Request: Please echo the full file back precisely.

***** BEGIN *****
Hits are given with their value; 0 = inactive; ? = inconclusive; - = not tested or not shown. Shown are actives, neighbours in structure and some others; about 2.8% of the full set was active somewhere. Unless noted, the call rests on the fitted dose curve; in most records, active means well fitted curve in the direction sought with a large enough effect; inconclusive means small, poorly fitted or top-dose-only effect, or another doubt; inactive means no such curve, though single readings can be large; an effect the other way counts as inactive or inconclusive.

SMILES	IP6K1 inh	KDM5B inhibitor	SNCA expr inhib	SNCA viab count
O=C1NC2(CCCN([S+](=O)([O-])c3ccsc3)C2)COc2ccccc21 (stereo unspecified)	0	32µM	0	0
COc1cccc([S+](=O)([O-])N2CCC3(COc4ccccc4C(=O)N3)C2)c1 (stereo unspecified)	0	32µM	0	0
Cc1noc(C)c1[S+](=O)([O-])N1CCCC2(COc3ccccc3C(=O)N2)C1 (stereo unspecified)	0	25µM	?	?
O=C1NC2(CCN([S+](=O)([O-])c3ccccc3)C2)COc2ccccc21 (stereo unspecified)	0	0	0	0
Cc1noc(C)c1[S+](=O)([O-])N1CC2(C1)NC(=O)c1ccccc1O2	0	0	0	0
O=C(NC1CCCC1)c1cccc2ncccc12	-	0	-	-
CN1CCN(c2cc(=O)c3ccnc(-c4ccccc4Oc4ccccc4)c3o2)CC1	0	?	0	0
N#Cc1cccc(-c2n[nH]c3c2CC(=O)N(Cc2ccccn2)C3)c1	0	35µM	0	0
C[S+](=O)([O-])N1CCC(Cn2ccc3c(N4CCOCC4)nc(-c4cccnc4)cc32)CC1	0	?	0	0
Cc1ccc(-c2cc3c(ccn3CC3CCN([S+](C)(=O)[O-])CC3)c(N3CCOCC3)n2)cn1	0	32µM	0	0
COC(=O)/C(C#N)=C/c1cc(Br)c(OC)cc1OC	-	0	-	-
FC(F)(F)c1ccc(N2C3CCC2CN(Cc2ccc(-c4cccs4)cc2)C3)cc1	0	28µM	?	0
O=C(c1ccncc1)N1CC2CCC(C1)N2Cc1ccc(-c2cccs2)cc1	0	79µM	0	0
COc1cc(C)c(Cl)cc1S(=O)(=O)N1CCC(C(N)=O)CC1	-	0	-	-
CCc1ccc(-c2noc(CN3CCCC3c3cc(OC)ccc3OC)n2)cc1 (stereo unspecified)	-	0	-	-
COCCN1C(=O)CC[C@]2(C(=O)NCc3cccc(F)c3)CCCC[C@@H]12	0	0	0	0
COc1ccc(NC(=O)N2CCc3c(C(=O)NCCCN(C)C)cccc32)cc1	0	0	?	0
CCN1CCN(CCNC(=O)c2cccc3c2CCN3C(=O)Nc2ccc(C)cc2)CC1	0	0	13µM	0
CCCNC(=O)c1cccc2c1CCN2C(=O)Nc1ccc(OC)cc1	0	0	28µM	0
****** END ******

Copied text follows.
Hits are given with their value; 0 = inactive; ? = inconclusive; - = not tested or not shown. Shown are actives, neighbours in structure and some others; about 2.8% of the full set was active somewhere. Unless noted, the call rests on the fitted dose curve; in most records, active means well fitted curve in the direction sought with a large enough effect; inconclusive means small, poorly fitted or top-dose-only effect, or another doubt; inactive means no such curve, though single readings can be large; an effect the other way counts as inactive or inconclusive.

SMILES	IP6K1 inh	KDM5B inhibitor	SNCA expr inhib	SNCA viab count
O=C1NC2(CCCN([S+](=O)([O-])c3ccsc3)C2)COc2ccccc21 (stereo unspecified)	0	32µM	0	0
COc1cccc([S+](=O)([O-])N2CCC3(COc4ccccc4C(=O)N3)C2)c1 (stereo unspecified)	0	32µM	0	0
Cc1noc(C)c1[S+](=O)([O-])N1CCCC2(COc3ccccc3C(=O)N2)C1 (stereo unspecified)	0	25µM	?	?
O=C1NC2(CCN([S+](=O)([O-])c3ccccc3)C2)COc2ccccc21 (stereo unspecified)	0	0	0	0
Cc1noc(C)c1[S+](=O)([O-])N1CC2(C1)NC(=O)c1ccccc1O2	0	0	0	0
O=C(NC1CCCC1)c1cccc2ncccc12	-	0	-	-
CN1CCN(c2cc(=O)c3ccnc(-c4ccccc4Oc4ccccc4)c3o2)CC1	0	?	0	0
N#Cc1cccc(-c2n[nH]c3c2CC(=O)N(Cc2ccccn2)C3)c1	0	35µM	0	0
C[S+](=O)([O-])N1CCC(Cn2ccc3c(N4CCOCC4)nc(-c4cccnc4)cc32)CC1	0	?	0	0
Cc1ccc(-c2cc3c(ccn3CC3CCN([S+](C)(=O)[O-])CC3)c(N3CCOCC3)n2)cn1	0	32µM	0	0
COC(=O)/C(C#N)=C/c1cc(Br)c(OC)cc1OC	-	0	-	-
FC(F)(F)c1ccc(N2C3CCC2CN(Cc2ccc(-c4cccs4)cc2)C3)cc1	0	28µM	?	0
O=C(c1ccncc1)N1CC2CCC(C1)N2Cc1ccc(-c2cccs2)cc1	0	79µM	0	0
COc1cc(C)c(Cl)cc1S(=O)(=O)N1CCC(C(N)=O)CC1	-	0	-	-
CCc1ccc(-c2noc(CN3CCCC3c3cc(OC)ccc3OC)n2)cc1 (stereo unspecified)	-	0	-	-
COCCN1C(=O)CC[C@]2(C(=O)NCc3cccc(F)c3)CCCC[C@@H]12	0	0	0	0
COc1ccc(NC(=O)N2CCc3c(C(=O)NCCCN(C)C)cccc32)cc1	0	0	?	0
CCN1CCN(CCNC(=O)c2cccc3c2CCN3C(=O)Nc2ccc(C)cc2)CC1	0	0	13µM	0
CCCNC(=O)c1cccc2c1CCN2C(=O)Nc1ccc(OC)cc1	0	0	28µM	0